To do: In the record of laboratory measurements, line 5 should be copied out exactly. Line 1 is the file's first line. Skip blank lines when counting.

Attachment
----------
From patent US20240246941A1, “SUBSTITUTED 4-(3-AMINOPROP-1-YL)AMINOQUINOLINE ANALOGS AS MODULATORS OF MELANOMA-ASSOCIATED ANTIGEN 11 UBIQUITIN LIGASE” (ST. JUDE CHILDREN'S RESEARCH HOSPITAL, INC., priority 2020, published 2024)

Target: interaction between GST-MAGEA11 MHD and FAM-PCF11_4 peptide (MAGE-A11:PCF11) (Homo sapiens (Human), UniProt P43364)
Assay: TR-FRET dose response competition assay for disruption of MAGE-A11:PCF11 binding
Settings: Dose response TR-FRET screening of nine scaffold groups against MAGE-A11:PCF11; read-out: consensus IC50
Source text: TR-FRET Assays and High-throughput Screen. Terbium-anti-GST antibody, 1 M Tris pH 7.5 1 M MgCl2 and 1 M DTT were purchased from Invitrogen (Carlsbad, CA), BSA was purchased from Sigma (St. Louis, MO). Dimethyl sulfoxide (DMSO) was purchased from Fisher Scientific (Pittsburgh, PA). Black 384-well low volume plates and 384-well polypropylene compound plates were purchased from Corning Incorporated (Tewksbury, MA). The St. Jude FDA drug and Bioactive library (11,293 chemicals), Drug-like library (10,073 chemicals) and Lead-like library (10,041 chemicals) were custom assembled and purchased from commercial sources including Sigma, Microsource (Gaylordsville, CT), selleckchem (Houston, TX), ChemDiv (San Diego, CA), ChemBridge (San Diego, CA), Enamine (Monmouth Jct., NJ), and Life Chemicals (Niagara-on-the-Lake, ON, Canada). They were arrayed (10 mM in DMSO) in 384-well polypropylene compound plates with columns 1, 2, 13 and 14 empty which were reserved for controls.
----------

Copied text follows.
Source text: TR-FRET Assays and High-throughput Screen. Terbium-anti-GST antibody, 1 M Tris pH 7.5 1 M MgCl2 and 1 M DTT were purchased from Invitrogen (Carlsbad, CA), BSA was purchased from Sigma (St. Louis, MO). Dimethyl sulfoxide (DMSO) was purchased from Fisher Scientific (Pittsburgh, PA). Black 384-well low volume plates and 384-well polypropylene compound plates were purchased from Corning Incorporated (Tewksbury, MA). The St. Jude FDA drug and Bioactive library (11,293 chemicals), Drug-like library (10,073 chemicals) and Lead-like library (10,041 chemicals) were custom assembled and purchased from commercial sources including Sigma, Microsource (Gaylordsville, CT), selleckchem (Houston, TX), ChemDiv (San Diego, CA), ChemBridge (San Diego, CA), Enamine (Monmouth Jct., NJ), and Life Chemicals (Niagara-on-the-Lake, ON, Canada). They were arrayed (10 mM in DMSO) in 384-well polypropylene compound plates with columns 1, 2, 13 and 14 empty which were reserved for controls.